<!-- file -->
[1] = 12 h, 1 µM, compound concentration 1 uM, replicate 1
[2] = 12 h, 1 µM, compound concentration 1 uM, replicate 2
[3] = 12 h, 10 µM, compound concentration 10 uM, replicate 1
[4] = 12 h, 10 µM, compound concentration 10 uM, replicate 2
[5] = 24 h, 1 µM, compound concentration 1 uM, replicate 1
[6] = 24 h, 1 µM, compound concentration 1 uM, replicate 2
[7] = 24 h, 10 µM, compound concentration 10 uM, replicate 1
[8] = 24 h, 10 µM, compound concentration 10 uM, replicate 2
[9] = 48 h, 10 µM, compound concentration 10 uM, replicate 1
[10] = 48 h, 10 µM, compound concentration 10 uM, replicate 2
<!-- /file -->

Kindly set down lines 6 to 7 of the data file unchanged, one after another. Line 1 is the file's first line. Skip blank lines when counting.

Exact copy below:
[6] = 24 h, 1 µM, compound concentration 1 uM, replicate 2
[7] = 24 h, 10 µM, compound concentration 10 uM, replicate 1